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  1. #1
    snade17 is offline Member
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    Smile is this comprehensible

    Hi dear experts. I haven't been abroad and I don't know any native speakers, so I'd appreciate it a lot if you could check the following text:
    Bulgarians have a rather relaxed pace of life. They are never late for an exam, or an interview, or a train, no matter how heavy the traffic jams, because there is no one to wait for them or excuse them for being late. For sure, those in charge of conducting the interview or the exam will not wait for them.
    On the other hand, when attending business meetings, or going to dates, Bulgarians expect to be excused for being late. The following example is a good illustration of this Bulgarian phenomenon. Only half of the people supposed to be present at a conference have arrived. Twenty minutes later, the chairman announces that they have waited enough, excuses the people being late on account of the traffic jams and public transport, and opens the conference. Since those being late have their own perception of time, they continue to arrive, one by one, for as long as 40 minutes after the meeting has started.

  2. #2
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    Re: is this comprehensible

    no one to wait for them or excuse them for being late

    This is a custom that is not familiar to UK and the States. You give one example but I am still perplexed.
    You also start off in a puzzling way, saying 'relaxed way of life' yet 'never late' which suggests 'driven' personalities.

    You then give the sentence above which is bewildering to us. 'No one to wait for us ' - but everybody at the conference is waiting for people to get there so they can start - and no one to excuse us?? Who is this nursemaid who is going to stand up and apologize for me??
    What then eventuates is that, yes, they are late, but this custom comes into play so that it is not seen as 'being late' or, 'is excused'.

    I'll have to clear my mind and come back with fresh logic on this one! But you need to alert the reader at the outset eg
    Bulgarians have a rather relaxed pace of life, tempered with an idiosyncratic approach to/concept of punctuality.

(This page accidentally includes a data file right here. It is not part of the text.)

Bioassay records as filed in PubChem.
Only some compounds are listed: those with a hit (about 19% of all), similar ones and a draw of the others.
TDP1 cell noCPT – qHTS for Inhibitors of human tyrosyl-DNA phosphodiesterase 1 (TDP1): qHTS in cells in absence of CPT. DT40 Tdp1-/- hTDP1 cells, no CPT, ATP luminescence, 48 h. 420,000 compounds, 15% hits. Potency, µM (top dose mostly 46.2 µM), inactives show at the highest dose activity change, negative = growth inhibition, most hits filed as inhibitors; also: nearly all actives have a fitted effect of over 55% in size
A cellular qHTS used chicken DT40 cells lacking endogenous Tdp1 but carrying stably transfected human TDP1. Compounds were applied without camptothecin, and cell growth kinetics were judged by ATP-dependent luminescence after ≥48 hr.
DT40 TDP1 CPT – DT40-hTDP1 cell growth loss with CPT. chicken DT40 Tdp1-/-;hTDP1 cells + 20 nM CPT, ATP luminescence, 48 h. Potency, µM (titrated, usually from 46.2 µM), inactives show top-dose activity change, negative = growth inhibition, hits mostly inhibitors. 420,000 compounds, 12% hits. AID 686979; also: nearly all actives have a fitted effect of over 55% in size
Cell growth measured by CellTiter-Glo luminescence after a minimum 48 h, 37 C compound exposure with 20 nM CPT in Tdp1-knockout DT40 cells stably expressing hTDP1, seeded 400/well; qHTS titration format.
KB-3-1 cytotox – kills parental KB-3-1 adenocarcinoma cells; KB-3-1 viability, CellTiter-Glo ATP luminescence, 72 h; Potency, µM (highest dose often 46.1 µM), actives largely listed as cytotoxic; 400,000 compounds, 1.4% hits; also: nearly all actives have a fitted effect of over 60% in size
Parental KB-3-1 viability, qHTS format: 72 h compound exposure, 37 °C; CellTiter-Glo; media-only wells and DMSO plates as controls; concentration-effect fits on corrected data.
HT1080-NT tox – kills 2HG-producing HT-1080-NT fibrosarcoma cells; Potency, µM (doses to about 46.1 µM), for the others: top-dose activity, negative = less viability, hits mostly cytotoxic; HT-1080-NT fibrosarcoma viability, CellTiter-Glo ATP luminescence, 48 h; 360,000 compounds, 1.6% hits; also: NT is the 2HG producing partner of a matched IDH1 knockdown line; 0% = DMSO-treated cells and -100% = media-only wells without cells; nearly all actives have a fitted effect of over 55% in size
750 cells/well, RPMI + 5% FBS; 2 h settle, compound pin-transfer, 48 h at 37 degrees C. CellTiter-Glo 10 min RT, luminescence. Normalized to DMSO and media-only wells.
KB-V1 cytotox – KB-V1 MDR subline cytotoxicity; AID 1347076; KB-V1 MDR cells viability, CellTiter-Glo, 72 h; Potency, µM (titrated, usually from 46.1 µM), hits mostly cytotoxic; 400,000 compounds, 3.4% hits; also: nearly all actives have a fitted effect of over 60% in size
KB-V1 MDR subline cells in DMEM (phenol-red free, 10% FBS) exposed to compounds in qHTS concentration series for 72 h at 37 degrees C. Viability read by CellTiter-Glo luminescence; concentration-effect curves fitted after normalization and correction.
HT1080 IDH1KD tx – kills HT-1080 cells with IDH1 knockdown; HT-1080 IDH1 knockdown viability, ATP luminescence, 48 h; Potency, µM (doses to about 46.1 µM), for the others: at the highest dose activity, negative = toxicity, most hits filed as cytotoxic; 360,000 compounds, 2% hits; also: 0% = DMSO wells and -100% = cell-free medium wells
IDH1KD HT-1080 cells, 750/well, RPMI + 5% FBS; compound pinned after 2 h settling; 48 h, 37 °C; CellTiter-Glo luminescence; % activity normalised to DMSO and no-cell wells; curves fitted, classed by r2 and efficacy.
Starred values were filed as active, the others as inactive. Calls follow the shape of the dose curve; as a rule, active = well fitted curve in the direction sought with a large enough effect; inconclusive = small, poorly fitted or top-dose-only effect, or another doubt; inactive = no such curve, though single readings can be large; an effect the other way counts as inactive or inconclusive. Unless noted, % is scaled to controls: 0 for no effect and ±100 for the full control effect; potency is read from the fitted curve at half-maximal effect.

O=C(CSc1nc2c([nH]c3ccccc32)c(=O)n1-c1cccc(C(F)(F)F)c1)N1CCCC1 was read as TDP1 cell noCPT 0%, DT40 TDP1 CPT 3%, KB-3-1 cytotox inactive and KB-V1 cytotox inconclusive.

then give examples of the differences eg never to late in this situation, yet in that situation something else would happen. Then how this is viewed from a Bulgarian perspective - why it is socially acceptable to Bulgarians.
    Last edited by David L.; 30-Mar-2008 at 18:00.

  3. #3
    snade17 is offline Member
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    Smile Re: is this comprehensible

    Thank you very much, David. I agree that it doesn't sound OK. How about this?

    Bulgarians have a rather relaxed perception of time. They are never late for an exam, or an interview, no matter how heavy the traffic jams, because no one will excuse them for being late, or wait for them to come. For sure, those in charge of conducting the interview or the exam will not wait for them.
    However, when attending business meetings, or going to dates, Bulgarians expect to be excused for being late. The following example is a good illustration of this Bulgarian phenomenon. Only half of the Bulgarians supposed to be present at a conference in Bulgaria have arrived. Twenty minutes later, the chairman announces that they have waited enough, excuses the people being late on account of the traffic jams and public transport, and opens the conference. Those being late continue to arrive, one by one, for as long as 40 minutes after the meeting has started.

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    Re: is this comprehensible

    Now I get it ...and my perplexity was also due to my being a bit slow today.

    Bulgarians have a rather relaxed perception of time. They would never be late for an exam or an interview,

    because this would be regarded as inexcusable by those in charge.


    . no matter how heavy the traffic jams: this seems odd because it is not practical. We too would not be late for these, but one cannot be gung-ho about heavy traffic jams: rain, snow, heavy traffic, I always get through!
    NO - the only way would be to leave much earlier to compensate for this. So to state 'no matter how heavy...' when they have left home thinking they have left enough time, only to encounter a huge hold-up, how then will they not be late??

    However, when attending business meetings, or going to appointments, Bulgarians expect to be excused for being late.


    This Bulgarian phenomenon is illustrated, if, say, only half of the attendees at a conference in Bulgaria have arrived. Twenty minutes later, the chairman announces that they have waited enough, excuses further latecomers as being held up in traffic jams or delays in public transport, and opens the conference. The latecomers might continue to arrive for as much as 40 minutes after the meeting has started.

    ( I presume the chairman and everyone present know that this is not true?!)
    I changed 'dates' to 'appointments'. Did you mean going on a date with a girl? If not, and it is 'appointments', how on earth do doctors and dentists run their practices??
    Last edited by David L.; 30-Mar-2008 at 18:58.

  5. #5
    snade17 is offline Member
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    Smile Re: is this comprehensible

    Thank you very much, David. You were most helpful!!!

  6. #6
    susiedqq is offline Key Member
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    Re: is this comprehensible

    comprehensible

    or comprehendible.

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